In Miami-Dade County Public Schools, where Martin was enrolled, half of all students who received multiple out-of-school suspensions in 2009 were black. At Dr. Michael M. Krop High School, where Martin reportedly attended, nearly half of the 105 suspensions in 2009 were given to black students, who made up only 35 percent of the school's enrollment.

A spokesman for Miami-Dade schools said out-of-school suspensions dropped from 24,061 to 22,386, over the last two school years. There are 435 schools in the district.

The suspensions "can be expected to drop more for the current year," said spokesman John Schuster. The district also offers in-school suspensions, which were down last year.

Dianis, who did some work with the district on these issues, said individual schools in Miami-Dade have made improvements, but that it's not true across the board.

"These suspensions are for things that are very subjective," Dianis said.

In Martin's case, he had been suspended three times from his high school. In October, he was suspended with friends for writing "W.T.F." on a locker, according to a Miami Herald report.

The first time Martin was suspended, it was for truancy and tardiness. Whether or not the incidences were subjectively assessed, the punishments don't always fit the crimes.

"Why would you suspend a child who is late? What sense does that make," said Marguerite Wright, a clinical psychologist and author of the parenting guide, "I'm chocolate, You're Vanilla: Raising Healthy Black and Biracial Children in a Race-Conscious World."

"The biggest thing is that it tells (students) that they are failures," Wright said. "You're not going to close the achievement gap…because they are not in school."

Wright and Dianis both agreed that the seed of failure could be planted in a student's psyche as early as pre-school.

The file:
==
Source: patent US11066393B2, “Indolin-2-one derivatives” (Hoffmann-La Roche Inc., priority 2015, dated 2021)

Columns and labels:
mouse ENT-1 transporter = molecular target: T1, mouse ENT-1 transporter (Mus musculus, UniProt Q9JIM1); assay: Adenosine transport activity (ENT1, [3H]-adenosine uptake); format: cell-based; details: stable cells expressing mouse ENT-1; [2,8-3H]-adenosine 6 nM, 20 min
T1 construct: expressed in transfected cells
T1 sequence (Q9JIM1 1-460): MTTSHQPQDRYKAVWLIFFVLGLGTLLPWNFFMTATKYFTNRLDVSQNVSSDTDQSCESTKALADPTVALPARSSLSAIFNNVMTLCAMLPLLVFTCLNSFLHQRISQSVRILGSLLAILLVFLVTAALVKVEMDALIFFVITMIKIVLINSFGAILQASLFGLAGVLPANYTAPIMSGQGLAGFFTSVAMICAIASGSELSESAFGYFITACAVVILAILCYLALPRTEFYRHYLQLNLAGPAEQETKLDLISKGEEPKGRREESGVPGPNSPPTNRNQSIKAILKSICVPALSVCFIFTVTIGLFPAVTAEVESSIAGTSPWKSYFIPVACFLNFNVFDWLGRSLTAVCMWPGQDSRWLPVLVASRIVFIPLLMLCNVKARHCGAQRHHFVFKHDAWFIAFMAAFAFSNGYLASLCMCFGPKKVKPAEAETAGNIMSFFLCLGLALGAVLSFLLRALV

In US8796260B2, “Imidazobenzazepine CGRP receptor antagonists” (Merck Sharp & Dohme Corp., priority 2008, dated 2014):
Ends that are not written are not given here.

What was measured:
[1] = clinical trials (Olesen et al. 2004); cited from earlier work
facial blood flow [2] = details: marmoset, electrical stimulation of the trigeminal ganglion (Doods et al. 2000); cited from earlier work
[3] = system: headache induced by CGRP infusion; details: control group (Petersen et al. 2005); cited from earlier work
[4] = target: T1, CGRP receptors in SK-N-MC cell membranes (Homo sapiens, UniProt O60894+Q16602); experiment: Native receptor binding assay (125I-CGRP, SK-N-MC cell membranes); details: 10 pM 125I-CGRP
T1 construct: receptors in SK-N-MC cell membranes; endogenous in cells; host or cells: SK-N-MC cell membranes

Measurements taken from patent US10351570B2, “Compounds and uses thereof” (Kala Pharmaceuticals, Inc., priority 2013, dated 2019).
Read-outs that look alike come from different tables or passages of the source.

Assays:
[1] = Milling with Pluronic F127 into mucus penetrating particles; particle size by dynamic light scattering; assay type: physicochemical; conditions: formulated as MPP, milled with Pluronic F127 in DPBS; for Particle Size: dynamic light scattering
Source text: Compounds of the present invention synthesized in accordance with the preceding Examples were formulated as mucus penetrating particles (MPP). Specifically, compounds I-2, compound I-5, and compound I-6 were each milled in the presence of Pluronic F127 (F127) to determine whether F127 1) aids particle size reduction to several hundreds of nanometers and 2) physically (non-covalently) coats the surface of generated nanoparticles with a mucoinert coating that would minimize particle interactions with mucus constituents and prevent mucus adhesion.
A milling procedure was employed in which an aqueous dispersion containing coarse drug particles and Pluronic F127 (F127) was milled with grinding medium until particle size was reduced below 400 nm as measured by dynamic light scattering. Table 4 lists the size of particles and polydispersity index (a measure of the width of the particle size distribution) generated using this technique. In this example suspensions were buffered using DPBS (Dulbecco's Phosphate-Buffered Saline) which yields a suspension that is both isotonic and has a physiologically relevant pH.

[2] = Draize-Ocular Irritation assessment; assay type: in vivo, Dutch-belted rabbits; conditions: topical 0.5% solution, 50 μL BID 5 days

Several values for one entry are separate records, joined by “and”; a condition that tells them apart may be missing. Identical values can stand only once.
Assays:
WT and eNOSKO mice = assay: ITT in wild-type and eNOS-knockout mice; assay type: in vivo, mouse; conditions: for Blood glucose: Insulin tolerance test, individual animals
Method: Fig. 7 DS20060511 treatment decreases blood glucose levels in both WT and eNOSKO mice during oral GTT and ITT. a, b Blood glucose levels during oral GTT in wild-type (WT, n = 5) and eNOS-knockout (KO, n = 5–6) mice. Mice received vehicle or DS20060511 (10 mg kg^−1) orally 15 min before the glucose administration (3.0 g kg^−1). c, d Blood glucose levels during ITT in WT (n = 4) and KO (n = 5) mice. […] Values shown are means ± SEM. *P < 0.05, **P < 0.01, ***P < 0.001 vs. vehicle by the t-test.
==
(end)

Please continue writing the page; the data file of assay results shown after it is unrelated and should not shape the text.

"At the heart of children doing well in school is forming relationships with their teachers," Wright said. "If you are growing up in these at-risk environments, you start getting these messages early on."

Many learning institutions have effective alternatives to out-of-school suspension. Restorative justice programs commute a normal off-site dismissal to in-school intervention. The restorative model gets students to take responsibility for their actions, in the same way that conflict resolution programs do.

At Rosa Parks Elementary School in San Francisco, Principal Paul Jacobsen used grant money to institute a successful restorative justice program, according to a story in the San Francisco Chronicle on Monday.

Reacting to the Education Department report on school suspensions, state lawmakers in California have proposed a measure to limit out-of-school suspensions. A second proposal would require alternative behavioral and intervention programs, particularly in schools with high rates of suspension or expulsion, the Chronicle reports.

But Dianis said restorative programs are just the half of it. Bluntly, she says racial profiling is as much of a problem in schools as it is in law enforcement – or in Martin's case, supposed vigilante justice.

"In cases where white kids get suspended, it's either you had the drugs, or you didn't," Dianis said. "Either you had the knife, or you didn't."

The color of a student's skin, Dianis added, makes subordination and wearing baseball caps in school suspension worthy offenses. There is no restorative process. They are sent on "vacations" from school, which are frequently unsupervised.

In Trayvon's case, his father Tracy Martin and mother Sybrina Fulton wanted him in Sanford, away from his friends back in Miami, a close family friend told CNN. Martin's suspension was supervised.

Dianis said students who are put out on the street, thanks to swift suspension from school, are at-risk for more of the same trouble that got them the suspension in the first place.

It's been reported that Trayvon had aspirations in the field of aviation. An e-mail account belonging to the teen, which was apparently hacked by an anarchist group, showed Trayvon was looking for colleges to attend and was preparing to take the SATs.

Although Martin family lawyers have not confirmed the breach, it's clear there was more to Trayvon, the student, than occasional mischief and a few suspensions.

Jan. 6 Committe Hearings - Day 6

A suprise hearing with newly discovered evidence will be held Tuesday, June 28 at 9:45 a.m. PT (12:45 p.m. ET).

Photo Gallery

Photos and slide shows of local events